People with older camcorders will love the ease of a converter for displaying their memories on newer, high-definition televisions. Older video cameras used the familiar cables to connect to television RCA inputs. With a converter box, these same cameras can be attached to a high-definition TV via an HDMI port.

The 8-bit era may be long gone for many, but for some, 8-bit games provide a simple and nostalgic form of entertainment without breaking the bank on the newest systems. AV to HDMI converters allow those who are so inclined to play their old games on newer TVs.

Yet it is not just the 8-bit systems which use AV connections. Many other classic systems do as well, such as Super Nintendo and Sega Genesis. Nearly every gamer who plays older systems can benefit from an AV to HDMI converter. This is because even though some modern televisions still offer up AV connections, the image and audio quality may be greatly improved by converting to HDMI.

The same goes for playing classic movies from a VHS player. Instead of converting the entire collection to Blu-ray, there are still many who enjoy their VHS collection. For them, a converter is a much better investment than keeping an old television around, and it provides a higher-quality experience.

What Is The Difference Between AV and HDMI

AV is an abbreviation for audio/video. It has become a generic term used in home entertainment setups and products and is usually connected through some sort of RCA cable. The typical three-jack AV setup on most entertainment equipment includes a yellow sleeve for video, a red sleeve for the right audio channel, and a white sleeve for the left audio channel of stereo audio. These connect to the corresponding male jacks of the cable. RCA cables were created by the Radio Corporation of America in the 1940s, hence the name RCA.

This preserves the highest frame rate possible, and keeps audio from clipping or warping in the transfer from the playback device to the speaker.

There are many types of AV cable, but most are either component AV cables or composite AV cables. The composite AV cable is the classic three-connection cable mentioned above. The component AV cable has three connectors for video and two for audio. This helps to produce a better picture. Composite AV inputs can be found on DVD players and VCRs, projectors, mixing boards, camcorders, and even CD players. Typically only newer HDTVs have component AV inputs.

Before these cables, quarter-inch phone connectors were the standard for much audio and visual equipment. While RCA cables were originally designed for home radios, they became the connection of choice until the HDMI cable came around.

HDMI stands for high definition multimedia interface. The importance of HDMI lies in the fact that it allows for uncompressed audio and video data to be transferred from an HDMI device to a display. This preserves the highest frame rate possible, and keeps audio from clipping or warping in the transfer from the playback device to the speaker. This high definition is popularly used in home entertainment, where the highest quality experience is desired. As technology becomes more immersive, the importance of high quality audio and video is undeniable to keep the illusion alive. In modern home entertainment, virtual reality, and even just for playing social media videos from a projector, HDMI is king.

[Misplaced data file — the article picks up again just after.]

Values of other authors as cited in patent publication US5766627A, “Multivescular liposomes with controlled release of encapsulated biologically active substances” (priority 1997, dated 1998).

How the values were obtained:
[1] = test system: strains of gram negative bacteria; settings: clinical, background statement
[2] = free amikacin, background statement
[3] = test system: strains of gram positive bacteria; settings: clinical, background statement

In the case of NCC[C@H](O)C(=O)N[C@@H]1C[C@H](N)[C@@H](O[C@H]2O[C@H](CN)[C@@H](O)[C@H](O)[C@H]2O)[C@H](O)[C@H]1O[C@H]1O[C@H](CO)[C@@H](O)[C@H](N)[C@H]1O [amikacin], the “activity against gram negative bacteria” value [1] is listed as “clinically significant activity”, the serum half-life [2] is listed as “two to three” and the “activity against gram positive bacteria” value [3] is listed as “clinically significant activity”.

HDMI also has educational uses as well, in medical labs and for experiments carried out within a video conference. The use of HDMI in these cases allows high definition streaming in real time, which can make every experiment a teaching opportunity.

What To Look For In An AV to HDMI Converter

When looking for an AV to HDMI converter, it is important to understand a few key things that make up a high-quality unit. Much of the concept behind these converters is to make old units viable again. In order to accomplish this, a unit must provide a clear channel for the signal to pass through. A converter will decode the AV signal to its original bits, and then re-route it to the HDMI port to be used. If done incorrectly, this can mean poor image quality.

Another thing to look for is whether the converter requires a power supply.

That is why one of the most important aspects of these devices is their build quality. It is often worth the extra cost to buy a high-end converter in order to ensure that the image is as clear as possible. It is important to note that the image will only be as good as the device capabilities. For instance, a 720p video recorder will not produce 1080p results on a newer TV by simply using a converter, but it will deliver the best quality possible.

Another thing to look for is whether the converter requires a power supply. Some units are passively powered, meaning they do not require an external electrical source to operate. Other converters will need their own power supply. If you only have limited space remaining on your power strip or would rather not clutter up your entertainment area with even more wires, look for units that can be powered by USB or battery.

One final thing to consider is lag time. Nearly all convertors will cause some amount of lag. It could be as little as a millisecond or as much as a full second. Picking an adapter made with high quality components will not only ensure a longer lifespan, but also reduce the possibility of experiencing any detectable lag between the input signal and the output signal.

Kaivaan Kermani
Last updated by Kaivaan Kermani

Kaivaan grew up in a little town called York in the north of England, though he was whisked off to sunny Jamaica at the age of 14, where he attended high school. After graduating, he returned to the UK to study electronic engineering at the University of Warwick, where he became the chief editor for the engineering society’s flagship magazine. A couple of uninspiring internships in engineering later however, and after some time spent soul-searching and traveling across Asia and East Africa, he he now lives and works in in Dubai.